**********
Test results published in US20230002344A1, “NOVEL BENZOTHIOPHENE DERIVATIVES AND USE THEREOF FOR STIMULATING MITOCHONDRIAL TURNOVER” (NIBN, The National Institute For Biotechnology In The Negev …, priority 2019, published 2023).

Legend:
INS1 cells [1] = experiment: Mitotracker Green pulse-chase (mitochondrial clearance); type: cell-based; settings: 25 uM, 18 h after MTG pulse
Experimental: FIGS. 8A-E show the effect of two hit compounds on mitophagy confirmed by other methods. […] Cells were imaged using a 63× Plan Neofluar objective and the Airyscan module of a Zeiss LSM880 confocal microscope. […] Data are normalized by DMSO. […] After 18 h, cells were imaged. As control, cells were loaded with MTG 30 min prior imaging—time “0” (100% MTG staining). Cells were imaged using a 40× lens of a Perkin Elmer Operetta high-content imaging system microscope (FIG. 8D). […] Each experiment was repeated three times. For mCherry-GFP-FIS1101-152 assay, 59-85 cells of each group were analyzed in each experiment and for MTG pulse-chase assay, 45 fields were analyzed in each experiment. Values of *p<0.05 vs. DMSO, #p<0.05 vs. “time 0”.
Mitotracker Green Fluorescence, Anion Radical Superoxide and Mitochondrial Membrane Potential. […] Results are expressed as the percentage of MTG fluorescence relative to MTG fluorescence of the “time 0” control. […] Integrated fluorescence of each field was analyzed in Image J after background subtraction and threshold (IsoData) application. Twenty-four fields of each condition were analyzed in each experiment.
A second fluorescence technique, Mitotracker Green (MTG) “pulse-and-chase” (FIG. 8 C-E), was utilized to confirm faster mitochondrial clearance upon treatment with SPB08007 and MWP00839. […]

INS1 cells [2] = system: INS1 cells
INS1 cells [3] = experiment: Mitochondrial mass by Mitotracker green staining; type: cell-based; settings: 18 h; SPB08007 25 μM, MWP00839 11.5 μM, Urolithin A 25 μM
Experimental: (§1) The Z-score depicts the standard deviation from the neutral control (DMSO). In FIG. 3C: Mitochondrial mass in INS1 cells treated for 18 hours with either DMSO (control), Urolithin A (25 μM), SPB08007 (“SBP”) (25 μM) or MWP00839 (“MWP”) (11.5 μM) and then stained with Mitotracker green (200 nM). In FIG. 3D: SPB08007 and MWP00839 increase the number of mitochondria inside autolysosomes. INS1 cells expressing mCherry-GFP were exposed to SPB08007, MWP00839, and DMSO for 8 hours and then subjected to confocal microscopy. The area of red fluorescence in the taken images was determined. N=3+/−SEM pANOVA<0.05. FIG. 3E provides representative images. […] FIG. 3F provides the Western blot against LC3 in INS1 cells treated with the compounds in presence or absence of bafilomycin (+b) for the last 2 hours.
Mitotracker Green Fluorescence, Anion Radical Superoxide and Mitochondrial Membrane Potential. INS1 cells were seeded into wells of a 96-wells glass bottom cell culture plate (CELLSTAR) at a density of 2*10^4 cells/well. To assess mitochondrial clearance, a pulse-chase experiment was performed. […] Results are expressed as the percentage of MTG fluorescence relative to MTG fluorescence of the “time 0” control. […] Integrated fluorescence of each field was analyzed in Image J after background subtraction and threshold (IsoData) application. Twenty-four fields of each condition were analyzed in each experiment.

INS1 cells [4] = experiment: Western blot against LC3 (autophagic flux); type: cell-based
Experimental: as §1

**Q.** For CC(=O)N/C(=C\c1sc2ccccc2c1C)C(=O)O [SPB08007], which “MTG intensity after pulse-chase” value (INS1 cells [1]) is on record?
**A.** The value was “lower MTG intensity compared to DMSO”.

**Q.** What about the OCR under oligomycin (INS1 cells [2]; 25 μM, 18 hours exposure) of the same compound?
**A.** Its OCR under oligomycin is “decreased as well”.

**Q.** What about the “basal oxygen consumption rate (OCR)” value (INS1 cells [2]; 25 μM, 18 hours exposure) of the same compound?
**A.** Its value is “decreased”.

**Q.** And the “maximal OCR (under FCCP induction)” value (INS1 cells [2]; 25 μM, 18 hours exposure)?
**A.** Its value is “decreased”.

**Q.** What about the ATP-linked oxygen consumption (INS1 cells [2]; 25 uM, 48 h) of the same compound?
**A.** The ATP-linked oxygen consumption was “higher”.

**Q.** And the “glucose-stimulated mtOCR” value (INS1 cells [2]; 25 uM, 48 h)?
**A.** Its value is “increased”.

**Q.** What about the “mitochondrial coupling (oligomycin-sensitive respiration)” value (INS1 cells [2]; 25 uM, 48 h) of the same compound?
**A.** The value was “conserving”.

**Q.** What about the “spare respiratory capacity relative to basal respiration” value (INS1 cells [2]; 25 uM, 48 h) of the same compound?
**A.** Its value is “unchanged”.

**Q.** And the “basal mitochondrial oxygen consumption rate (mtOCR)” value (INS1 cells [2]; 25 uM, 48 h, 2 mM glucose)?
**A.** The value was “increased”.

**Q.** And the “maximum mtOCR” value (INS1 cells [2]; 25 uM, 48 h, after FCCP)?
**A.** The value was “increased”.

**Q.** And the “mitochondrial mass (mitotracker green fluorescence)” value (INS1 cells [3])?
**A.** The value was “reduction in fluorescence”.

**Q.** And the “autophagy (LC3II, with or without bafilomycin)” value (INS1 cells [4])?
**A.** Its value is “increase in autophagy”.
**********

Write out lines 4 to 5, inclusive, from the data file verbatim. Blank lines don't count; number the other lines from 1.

Experimental: FIGS. 8A-E show the effect of two hit compounds on mitophagy confirmed by other methods. […] Cells were imaged using a 63× Plan Neofluar objective and the Airyscan module of a Zeiss LSM880 confocal microscope. […] Data are normalized by DMSO. […] After 18 h, cells were imaged. As control, cells were loaded with MTG 30 min prior imaging—time “0” (100% MTG staining). Cells were imaged using a 40× lens of a Perkin Elmer Operetta high-content imaging system microscope (FIG. 8D). […] Each experiment was repeated three times. For mCherry-GFP-FIS1101-152 assay, 59-85 cells of each group were analyzed in each experiment and for MTG pulse-chase assay, 45 fields were analyzed in each experiment. Values of *p<0.05 vs. DMSO, #p<0.05 vs. “time 0”.
Mitotracker Green Fluorescence, Anion Radical Superoxide and Mitochondrial Membrane Potential. […] Results are expressed as the percentage of MTG fluorescence relative to MTG fluorescence of the “time 0” control. […] Integrated fluorescence of each field was analyzed in Image J after background subtraction and threshold (IsoData) application. Twenty-four fields of each condition were analyzed in each experiment.